A single factory is now working 24/7 to keep Kraft Dinner on grocery shelves

TORONTO — Kraft Dinner production lines at the Montreal plant responsible for supplying all of Canada’s mac-and-cheese supply are now working non-stop to produce 1 million extra boxes to meet an unprecedented demand during the COVID-19 pandemic.

“The engagement at the plant, I’ve never seen it this high,” plant manager Michelle Nguyen told CTVNews.ca in a phone interview on Friday.

Since COVID-19 was declared a pandemic last week, panic buying has prompted shoppers to stockpile their pantries. Kraft Heinz, which produces Kraft Dinner, has seen a 35 per cent increase in demand for the pasta product and a 41 per cent spike in demand for peanut butter.

While some shoppers may be stressed, Nguyen said she and the 960 plant employees are feeling calm and prepared for whatever happens next.

“People are very proud. They feel they’re contributing to a noble cause, to serving the country. It’s really a feeling of serving the country,” she said.

Starting Monday, each employee will have their forehead scanned to check if they have a fever. The plant has even plotted three back-up plans in case of an internal COVID-19 outbreak.

If workers get sick or show symptoms, then other employees at the plant can be trained to fill in on the most vital product lines — KD and peanut butter. If those replacements fall sick, then mechanics will fill in. If the mechanics fall ill, then managers at the plant, including Nguyen, will be ready to take over.

“I’ll be the first one to raise my hand to stand in the lines and makes sure those cases get out,” she said. “If it never happens, if it’s tomorrow or two days, we are going to be so ready.”

Before the COVID-19 outbreak, which has now infected more than 1,000 Canadians, the factory pumped out about 3 million boxes of Kraft Dinner, five days per week. Now, the lines are running 24/7 and pumping out more than 4 million boxes.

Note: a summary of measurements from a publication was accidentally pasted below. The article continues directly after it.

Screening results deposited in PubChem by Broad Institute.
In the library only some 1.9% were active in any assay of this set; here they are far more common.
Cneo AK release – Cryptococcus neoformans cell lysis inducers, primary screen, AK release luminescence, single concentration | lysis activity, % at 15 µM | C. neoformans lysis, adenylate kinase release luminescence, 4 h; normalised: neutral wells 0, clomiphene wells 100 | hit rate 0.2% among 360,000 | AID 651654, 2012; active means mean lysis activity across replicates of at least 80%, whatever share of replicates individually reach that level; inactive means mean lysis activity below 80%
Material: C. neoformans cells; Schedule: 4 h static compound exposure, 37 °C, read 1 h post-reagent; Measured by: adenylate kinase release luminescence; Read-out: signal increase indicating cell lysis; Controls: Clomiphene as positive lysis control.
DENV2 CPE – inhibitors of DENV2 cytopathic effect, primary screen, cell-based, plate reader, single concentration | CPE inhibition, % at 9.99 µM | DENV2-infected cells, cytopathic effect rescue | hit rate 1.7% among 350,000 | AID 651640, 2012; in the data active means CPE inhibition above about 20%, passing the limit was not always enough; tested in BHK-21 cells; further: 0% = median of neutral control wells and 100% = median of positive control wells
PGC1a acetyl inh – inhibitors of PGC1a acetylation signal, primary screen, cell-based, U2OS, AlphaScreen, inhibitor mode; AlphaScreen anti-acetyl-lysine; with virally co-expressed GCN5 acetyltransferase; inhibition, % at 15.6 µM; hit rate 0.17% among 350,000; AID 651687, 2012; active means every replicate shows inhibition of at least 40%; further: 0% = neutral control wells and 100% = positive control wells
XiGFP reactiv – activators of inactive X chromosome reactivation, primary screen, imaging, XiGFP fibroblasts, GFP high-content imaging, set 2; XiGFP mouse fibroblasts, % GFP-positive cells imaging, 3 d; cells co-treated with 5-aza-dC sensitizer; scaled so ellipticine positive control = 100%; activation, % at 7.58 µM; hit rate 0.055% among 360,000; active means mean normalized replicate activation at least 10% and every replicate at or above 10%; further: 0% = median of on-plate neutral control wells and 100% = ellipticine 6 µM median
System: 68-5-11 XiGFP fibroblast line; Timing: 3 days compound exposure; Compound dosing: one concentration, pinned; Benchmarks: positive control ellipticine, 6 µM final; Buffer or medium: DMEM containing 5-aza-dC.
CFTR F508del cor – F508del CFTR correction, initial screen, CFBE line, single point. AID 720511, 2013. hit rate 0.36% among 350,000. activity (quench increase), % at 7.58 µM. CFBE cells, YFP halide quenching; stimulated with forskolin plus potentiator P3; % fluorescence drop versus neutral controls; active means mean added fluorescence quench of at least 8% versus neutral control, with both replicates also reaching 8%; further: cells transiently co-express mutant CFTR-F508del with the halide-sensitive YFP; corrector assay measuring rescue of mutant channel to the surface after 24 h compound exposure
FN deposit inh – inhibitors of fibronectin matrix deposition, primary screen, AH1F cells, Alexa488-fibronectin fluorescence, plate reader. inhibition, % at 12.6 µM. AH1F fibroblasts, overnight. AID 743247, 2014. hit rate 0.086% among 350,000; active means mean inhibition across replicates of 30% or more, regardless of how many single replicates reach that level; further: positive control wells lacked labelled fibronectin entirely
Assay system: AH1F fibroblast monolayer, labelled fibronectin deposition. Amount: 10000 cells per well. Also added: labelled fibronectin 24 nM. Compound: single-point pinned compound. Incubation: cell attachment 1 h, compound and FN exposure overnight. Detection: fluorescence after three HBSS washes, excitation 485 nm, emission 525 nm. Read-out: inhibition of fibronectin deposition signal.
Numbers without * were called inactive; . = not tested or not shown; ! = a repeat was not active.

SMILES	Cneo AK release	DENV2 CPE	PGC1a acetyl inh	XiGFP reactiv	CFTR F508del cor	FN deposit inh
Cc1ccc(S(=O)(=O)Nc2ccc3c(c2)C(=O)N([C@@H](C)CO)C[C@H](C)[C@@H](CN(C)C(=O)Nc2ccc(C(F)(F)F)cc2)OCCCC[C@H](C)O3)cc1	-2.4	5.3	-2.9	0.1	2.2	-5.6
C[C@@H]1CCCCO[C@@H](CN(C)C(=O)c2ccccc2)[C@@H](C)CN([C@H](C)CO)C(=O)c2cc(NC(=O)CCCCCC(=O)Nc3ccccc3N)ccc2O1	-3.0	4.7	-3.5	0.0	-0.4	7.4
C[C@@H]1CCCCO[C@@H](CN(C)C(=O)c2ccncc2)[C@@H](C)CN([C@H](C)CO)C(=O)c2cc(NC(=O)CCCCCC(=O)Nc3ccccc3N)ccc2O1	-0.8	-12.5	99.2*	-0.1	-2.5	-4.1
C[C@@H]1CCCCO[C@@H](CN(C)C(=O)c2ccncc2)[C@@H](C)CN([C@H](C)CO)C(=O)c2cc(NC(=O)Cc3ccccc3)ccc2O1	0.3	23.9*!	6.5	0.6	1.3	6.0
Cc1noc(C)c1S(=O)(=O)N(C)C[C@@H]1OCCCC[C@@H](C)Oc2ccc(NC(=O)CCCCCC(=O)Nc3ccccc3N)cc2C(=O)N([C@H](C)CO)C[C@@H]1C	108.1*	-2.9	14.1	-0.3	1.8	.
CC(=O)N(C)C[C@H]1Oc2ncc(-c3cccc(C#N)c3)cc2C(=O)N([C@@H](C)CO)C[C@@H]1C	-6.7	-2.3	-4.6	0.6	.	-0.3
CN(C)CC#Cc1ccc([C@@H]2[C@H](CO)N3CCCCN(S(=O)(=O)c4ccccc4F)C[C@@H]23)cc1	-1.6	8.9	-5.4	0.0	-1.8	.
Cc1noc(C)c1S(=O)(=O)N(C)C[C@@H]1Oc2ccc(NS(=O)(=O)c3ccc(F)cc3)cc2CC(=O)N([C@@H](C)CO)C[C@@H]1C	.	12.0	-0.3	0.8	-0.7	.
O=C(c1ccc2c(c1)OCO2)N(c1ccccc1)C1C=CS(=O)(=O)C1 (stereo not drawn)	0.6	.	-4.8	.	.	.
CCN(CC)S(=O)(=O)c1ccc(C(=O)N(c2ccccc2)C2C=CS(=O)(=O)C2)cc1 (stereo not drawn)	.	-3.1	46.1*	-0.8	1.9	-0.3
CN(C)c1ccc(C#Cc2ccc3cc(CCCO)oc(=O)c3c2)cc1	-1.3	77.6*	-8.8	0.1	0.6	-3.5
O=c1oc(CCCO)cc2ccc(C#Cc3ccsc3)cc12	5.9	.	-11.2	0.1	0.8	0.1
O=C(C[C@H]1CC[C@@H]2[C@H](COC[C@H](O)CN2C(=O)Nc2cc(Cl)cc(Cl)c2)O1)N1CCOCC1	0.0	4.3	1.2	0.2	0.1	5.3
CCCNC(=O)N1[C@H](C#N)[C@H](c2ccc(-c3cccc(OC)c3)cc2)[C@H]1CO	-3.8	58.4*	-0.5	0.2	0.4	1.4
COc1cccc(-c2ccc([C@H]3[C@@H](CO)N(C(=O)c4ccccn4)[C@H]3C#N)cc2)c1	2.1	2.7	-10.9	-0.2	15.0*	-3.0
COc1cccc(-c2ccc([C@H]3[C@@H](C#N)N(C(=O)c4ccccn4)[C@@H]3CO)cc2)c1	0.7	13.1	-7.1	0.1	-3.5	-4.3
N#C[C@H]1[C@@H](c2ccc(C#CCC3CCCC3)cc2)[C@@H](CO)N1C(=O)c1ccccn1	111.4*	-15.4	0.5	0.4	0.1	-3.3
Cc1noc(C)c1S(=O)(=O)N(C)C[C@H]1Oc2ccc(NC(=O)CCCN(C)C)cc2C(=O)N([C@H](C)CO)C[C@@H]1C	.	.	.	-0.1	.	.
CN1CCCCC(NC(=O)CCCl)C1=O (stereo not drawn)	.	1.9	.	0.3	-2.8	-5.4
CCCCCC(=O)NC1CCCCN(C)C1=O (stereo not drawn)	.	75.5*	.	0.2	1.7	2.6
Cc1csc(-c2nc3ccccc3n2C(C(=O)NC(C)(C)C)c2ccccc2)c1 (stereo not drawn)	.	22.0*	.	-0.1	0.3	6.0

It’s the same all-hands-on-deck approach for peanut butter, where workers are pumping out the product around the clock.

A spokesperson for Kraft Heinz said the company has seen a double-digit spike in demand for other products including Classico Pasta Sauce, Heinz Baked Beans and Heinz Baby Food.The Montreal factory is responsible for producing 90 per cent of Heinz Kraft’s products for Canadian consumers.

And while all those extra weekend shifts during an already stressful time could be overwhelming for some, Nguyen insists that’s not the case at her plant.

“Everyone just feels very, very proud to be feeding 37 million Canadians,” she said. “Those 960 employees show up to work every day. To me, they are true heroes.”

A recent survey of 1,014 Canadians by Dalhousie University and Angus Reid found that, of the shoppers who bought provisions, dry and canned goods were at the top of the list, followed by sanitary products (such as toilet paper) and frozen foods.

Sylvain Charlebois, a professor in food distribution policy at Dalhousie University, said Canadians shoppers should resist the urge to buy more than they need when at the grocery store.

“This is a marathon, not a sprint. We’re in for this for many months, so you’ve got to pace yourself,” he said.

He recommended that shoppers buy the same groceries as before, but pick up a few extra provisions, so they don’t need to visit the store as often. And while stocking up on snacks may be tempting, he said shoppers should try to keep meals in mind.

“You cant eat junk for three months, it’s not sustainable,” he said.

Regardless, the days of panic buying could soon be over. Many grocery stores, including Costco, are enforcing tight limits on how much of a particular product shoppers can buy. The hope is that such enforcements will mean there’s enough products to go around for everyone.

In the coming weeks, Charlebois expects a visit to the grocery store will be drastically different than anything shoppers have ever experienced.

“They’re going to treat grocery store like operating rooms in hospitals. Employees will be dressed in masks, there will be shields between employees and cashiers,” he said.

“I suspect people will want to go in and out as quickly as possible.”

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